While these images connect on a human level, they are placed within a larger theological context. So not a fireman, but St. Florian, patron of firefighters, and St. Michael, patron of policemen, and St. Joseph, patron of workers join Mary Magdalene bringing the spices to anoint the body of Christ.  We who are the Body of Christ suffer at the loss of members of that body.
Each figure of this bronze quartet brings human connection to their heavenly image.  St. Florian struggles to the point where human efforts become futile. The steps of the ladder he climbs are broken. The water pail spills. Yet, his face is turned upward in an ultimate gesture of hope and faith in God.  St. Joseph with both carpenters and steel workers tools carries forward the beam which is both the beam removed from destruction of that of rebuilding.  St. Michael the Archangel with God’s power in his sword slays the devil and we all secretly relish this retaliation. And we as witnesses, like Mary Magdalene, stand with face transfixed in amazement at the site before us. We bring our prayers; she carries spices and salves to anoint the Body of Christ.
Memorial in this work is not merely a literal recounting of events but the telling of remembered human stories in the context our religious beliefs.  Mystagogy – the revealing of mysteries – is embedded in this memorial.

Artistic Programming:  Visual Theology in Your Church

The power we recognize in the art works in the Los Angeles cathedral and in the memorial works in St. Joseph’s Chapel in New York comes from the artists’ ability to connect ritual action and memory with theology. They are part of an artistic program – a preconceived plan for the meaning and order of visual elements in a particular space. For most churches there is – or should be – an artistic program governing images.  The “program” is a kind of story that tells the way the images are connected and why they were chosen to be included.  Uncovering the artistic program of a church will clearly reveal a belief system that was meant to be handed down to each successive generation.  This is how our churches teach through their window and statues.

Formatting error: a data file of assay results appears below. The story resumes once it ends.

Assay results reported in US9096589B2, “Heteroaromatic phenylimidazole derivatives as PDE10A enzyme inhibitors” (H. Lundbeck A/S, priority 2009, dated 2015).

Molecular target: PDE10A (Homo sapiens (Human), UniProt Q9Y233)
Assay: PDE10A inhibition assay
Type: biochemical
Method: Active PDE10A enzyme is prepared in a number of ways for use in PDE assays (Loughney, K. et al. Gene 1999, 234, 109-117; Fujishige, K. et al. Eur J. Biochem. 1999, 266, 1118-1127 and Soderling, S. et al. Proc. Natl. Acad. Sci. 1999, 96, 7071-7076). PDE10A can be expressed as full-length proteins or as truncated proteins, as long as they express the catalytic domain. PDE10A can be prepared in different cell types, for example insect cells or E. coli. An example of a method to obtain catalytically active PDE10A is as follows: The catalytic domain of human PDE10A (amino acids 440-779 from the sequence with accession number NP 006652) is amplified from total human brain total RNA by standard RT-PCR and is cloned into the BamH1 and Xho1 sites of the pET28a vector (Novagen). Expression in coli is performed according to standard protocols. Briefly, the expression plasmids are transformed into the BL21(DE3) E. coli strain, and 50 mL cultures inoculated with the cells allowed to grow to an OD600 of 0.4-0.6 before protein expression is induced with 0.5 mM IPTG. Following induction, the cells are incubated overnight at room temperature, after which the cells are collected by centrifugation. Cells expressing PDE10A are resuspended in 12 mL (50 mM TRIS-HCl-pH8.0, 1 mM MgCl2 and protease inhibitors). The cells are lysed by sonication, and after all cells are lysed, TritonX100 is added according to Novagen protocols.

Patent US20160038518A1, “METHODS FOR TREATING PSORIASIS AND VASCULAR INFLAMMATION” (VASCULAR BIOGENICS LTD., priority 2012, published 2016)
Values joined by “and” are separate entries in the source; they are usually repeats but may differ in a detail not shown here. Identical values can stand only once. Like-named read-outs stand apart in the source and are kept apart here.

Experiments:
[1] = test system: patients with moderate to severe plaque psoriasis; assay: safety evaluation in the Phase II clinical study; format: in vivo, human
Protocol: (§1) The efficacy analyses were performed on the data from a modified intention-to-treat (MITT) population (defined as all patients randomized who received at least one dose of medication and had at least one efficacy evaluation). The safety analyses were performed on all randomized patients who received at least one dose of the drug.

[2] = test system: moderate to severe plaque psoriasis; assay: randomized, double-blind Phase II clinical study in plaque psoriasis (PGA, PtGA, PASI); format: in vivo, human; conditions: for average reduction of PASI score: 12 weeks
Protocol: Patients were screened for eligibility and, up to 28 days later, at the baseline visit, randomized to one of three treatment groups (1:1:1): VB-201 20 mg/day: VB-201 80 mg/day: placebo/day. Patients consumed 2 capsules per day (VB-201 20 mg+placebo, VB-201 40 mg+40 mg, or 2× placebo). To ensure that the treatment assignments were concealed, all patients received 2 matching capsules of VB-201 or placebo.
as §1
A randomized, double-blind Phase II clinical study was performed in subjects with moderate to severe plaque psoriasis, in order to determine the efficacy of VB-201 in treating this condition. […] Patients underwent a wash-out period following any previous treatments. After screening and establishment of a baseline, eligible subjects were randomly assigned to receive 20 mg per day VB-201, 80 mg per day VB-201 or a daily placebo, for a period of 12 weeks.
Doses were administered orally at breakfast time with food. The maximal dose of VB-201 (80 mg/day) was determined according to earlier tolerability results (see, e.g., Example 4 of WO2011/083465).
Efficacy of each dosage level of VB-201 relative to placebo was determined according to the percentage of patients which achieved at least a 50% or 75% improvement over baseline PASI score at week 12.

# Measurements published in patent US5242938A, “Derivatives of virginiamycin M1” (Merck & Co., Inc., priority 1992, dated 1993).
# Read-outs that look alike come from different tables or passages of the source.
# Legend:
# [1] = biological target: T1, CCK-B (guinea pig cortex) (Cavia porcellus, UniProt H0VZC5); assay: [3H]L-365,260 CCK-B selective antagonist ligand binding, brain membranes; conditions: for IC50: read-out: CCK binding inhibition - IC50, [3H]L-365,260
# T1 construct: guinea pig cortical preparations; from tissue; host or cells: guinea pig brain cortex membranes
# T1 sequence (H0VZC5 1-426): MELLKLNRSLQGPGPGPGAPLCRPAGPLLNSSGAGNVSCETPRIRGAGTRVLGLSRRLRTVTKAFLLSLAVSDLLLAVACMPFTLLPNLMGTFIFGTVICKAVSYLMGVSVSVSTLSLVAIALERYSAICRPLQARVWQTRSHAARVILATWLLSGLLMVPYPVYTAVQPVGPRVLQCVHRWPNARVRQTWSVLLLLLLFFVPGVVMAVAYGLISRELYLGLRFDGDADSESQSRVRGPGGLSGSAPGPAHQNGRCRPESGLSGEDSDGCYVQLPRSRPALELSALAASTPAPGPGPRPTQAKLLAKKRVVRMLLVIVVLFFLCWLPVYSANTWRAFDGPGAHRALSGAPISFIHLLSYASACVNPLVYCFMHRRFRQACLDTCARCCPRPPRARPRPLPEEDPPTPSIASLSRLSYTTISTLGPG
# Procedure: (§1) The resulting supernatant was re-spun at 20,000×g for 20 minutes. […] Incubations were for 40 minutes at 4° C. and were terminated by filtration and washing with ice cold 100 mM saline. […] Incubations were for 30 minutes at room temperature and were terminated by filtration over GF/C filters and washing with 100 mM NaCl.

It is an interesting exercise to walk through your church and, like a detective, uncover the program underlying the images.  Some places will be easy – as in a church dedicated to Mary where all the images in the windows, etc. tell of her story or are connected to devotional practices centering on Mary.  Others will be more difficult and require some sleuthing about the theology and devotions current when an old structure was built.  Even the lack of images can tell us about the history and beliefs of those who built the space.  When theology made visible and aesthetic taste are combined, no wonder there can be such vocal feelings about the inclusion or removal a particular image in a church.

Carol Frenning is a liturgical design consultant in Minneapolis, MN.  This article first appeared in the September/October 2005 issue of RITE and is reprinted here with the permission of the author.

Photos by Mike Jensen